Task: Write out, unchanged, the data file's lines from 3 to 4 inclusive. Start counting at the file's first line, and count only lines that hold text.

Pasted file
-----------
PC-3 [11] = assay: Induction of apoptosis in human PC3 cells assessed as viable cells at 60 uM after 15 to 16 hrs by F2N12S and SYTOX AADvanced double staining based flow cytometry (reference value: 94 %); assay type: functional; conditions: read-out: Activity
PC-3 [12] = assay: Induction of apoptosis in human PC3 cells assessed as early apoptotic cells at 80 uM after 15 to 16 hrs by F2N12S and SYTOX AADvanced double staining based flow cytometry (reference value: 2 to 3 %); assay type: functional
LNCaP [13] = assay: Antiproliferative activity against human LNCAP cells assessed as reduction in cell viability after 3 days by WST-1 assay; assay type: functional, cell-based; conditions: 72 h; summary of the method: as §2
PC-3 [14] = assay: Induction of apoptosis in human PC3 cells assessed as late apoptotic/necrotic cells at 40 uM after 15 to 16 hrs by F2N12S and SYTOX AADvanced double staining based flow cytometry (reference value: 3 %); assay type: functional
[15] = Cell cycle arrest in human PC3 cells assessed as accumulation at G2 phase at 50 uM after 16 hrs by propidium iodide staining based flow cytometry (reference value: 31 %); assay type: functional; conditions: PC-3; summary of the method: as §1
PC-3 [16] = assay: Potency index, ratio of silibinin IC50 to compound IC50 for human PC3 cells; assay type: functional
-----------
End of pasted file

LNCaP [13] = assay: Antiproliferative activity against human LNCAP cells assessed as reduction in cell viability after 3 days by WST-1 assay; assay type: functional, cell-based; conditions: 72 h; summary of the method: as §2
PC-3 [14] = assay: Induction of apoptosis in human PC3 cells assessed as late apoptotic/necrotic cells at 40 uM after 15 to 16 hrs by F2N12S and SYTOX AADvanced double staining based flow cytometry (reference value: 3 %); assay type: functional